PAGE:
Throughout the book, many of Pinocchio’s attempts at reformation are motivated by poverty and the hardships that accompany it. This instance is no different. He is forced to take responsibility for himself and his father, as the latter is too weak to do so. Pinocchio’s choices are to work or starve. It is true that Pinocchio rescued his father but without the poverty that they return to Pinocchio could not complete his full redemption arc. As Blue Fairy tells him in a dream, “Children who dotingly look after parents who are poor or sick always deserve great praise and great love, even if they can’t be considered models of obedience and good behavior.” (159) Hardship is a necessary part of his transformation and one of its greatest motivators, without it, as in the Disney version, the transformation has far less significance. In the film, after Pinocchio has rescued his father, they return to their comfortable house and comfortable life. Pinocchio is not forced to take on responsibility to care for himself and his father and he does not become a real boy through doing so. Instead, Geppetto wishes Pinocchio was a real boy and the Blue Fairy appears and grants that wish. This changes one of the biggest lessons of the story completely. Without poverty forcing Pinocchio to work and care for his father, the story loses the lesson that being a good boy/person is linked to caring for your loved ones and supporting them in their time of need and becomes a story that finishes with the quote “When you wish upon a star your dreams come true.” (Pinocchio 1:27:23) After a long stint in the fantasy world of fairy tales, Collodi returns to a more realistic description of home life at the end of his narrative. Geppetto and Pinocchio return to a civilized land, only to live in worse squalor than they did before their adventures, effectively placing the denouement of the tale back in the somewhat more realistic world in which it started.
In both the beginning of the tale and the end, poverty is described in a very down to earth fashion. Pinocchio attempts everything from begging to planting his money to avoid the difficult truth of being down on his luck but nothing works until he is willing to. Similarly to our world, there is no magic cure for hardship. Even the Blue Fairy, a goddess like figure who can turn a puppet into a flesh and blood boy, cannot escape the poorhouse when unable to work. The world the characters of Pinocchio inhabit is full of oddities, from talking animals to magical transformations, but poverty is the same in their world as it is in the real one. This makes it much easier to empathise with the characters and adds another solid link that ties the story to the readers’ lives. All of this is lost in the Disney version. Geppetto’s house is as magical as any other setting in the story and because of this it is far removed from the audiences’ world at the outset. From there the magical elements only get further from reality. The idea of Disney’s Blue Fairy experiencing real world poverty seem ridiculous. Without a strong depiction of poverty and hardship opening and closing the story, not to mention running through it, it looses the framework of reality that ties Pinocchio’s world with that of either the reader or the observer.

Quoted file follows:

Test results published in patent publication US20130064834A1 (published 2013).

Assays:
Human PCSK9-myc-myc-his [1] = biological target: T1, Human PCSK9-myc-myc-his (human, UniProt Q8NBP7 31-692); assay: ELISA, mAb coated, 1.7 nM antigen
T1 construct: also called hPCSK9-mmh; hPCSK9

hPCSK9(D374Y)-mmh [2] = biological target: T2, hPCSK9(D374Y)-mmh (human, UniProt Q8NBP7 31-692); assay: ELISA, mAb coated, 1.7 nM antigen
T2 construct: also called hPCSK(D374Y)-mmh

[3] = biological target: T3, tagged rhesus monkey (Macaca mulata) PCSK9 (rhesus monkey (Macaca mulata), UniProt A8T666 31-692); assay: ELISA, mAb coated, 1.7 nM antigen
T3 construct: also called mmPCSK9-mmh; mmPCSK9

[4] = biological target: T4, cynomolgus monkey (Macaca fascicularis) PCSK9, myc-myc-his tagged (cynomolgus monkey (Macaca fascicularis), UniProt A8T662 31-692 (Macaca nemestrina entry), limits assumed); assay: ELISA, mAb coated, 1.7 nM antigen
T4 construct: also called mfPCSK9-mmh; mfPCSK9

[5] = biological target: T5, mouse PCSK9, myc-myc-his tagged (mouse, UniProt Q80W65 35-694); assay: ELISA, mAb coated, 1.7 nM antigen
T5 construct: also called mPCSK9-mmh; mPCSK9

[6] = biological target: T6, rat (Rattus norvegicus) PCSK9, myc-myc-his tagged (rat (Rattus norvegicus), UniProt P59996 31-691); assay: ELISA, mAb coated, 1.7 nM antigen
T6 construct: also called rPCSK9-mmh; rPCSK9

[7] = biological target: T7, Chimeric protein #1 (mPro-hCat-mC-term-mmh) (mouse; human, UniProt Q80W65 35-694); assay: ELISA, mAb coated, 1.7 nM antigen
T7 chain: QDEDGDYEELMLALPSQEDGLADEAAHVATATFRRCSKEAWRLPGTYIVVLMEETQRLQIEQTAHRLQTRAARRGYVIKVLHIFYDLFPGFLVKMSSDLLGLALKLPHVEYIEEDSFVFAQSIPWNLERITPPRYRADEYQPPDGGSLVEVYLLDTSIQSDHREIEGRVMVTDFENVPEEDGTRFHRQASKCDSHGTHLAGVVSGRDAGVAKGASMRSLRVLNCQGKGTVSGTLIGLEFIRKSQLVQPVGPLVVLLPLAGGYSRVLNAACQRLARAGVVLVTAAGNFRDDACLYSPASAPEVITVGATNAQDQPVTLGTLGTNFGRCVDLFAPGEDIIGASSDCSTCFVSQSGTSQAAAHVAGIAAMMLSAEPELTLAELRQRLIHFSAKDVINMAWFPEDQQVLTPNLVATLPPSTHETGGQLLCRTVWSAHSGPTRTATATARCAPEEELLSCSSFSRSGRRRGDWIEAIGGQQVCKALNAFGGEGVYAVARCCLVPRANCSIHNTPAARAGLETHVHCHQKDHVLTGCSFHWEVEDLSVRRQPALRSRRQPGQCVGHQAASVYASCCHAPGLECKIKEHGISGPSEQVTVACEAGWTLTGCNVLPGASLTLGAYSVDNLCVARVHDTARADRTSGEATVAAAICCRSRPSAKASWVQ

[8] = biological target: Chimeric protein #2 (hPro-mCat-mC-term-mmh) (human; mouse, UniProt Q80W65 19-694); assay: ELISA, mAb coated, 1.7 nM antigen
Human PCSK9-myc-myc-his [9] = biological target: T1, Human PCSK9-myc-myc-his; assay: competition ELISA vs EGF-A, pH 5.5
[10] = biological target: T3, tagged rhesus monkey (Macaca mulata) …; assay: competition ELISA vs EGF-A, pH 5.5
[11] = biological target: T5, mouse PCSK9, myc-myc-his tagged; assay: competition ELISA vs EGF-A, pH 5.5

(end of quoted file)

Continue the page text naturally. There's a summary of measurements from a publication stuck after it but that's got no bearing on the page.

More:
Throughout Collodi’s Pinocchio, poverty adds complexity and depth to what would otherwise be, as demonstrated in Disney’s 1940 adaptation, a more simplistic fairytale. The struggles endured by Pinocchio, Geppetto, and, eventually, the Blue Fairy turn Pinocchio’s foolish choices into truly reprehensible, self-centered acts. This portrayal of Pinocchio continues through the entire story. Even when it seems that Pinocchio is finally acting selflessly, he is actually motivated by the life or death consequences of being absolutely destitute. While these are very real world problems for a magical puppet to be facing, and they seem even more out of character for a fairy, the fact that the characters in Collodi’s world face the same hardships as people in the real world is what ties the magical to the mundane. This is one of the ways that readers’ lives are reflected in the text. In removing the element of poverty from Collodi’s story, Disney also removed some the harsh but universally applicable truths about hardship and morality that make Pinocchio a widely loved classic.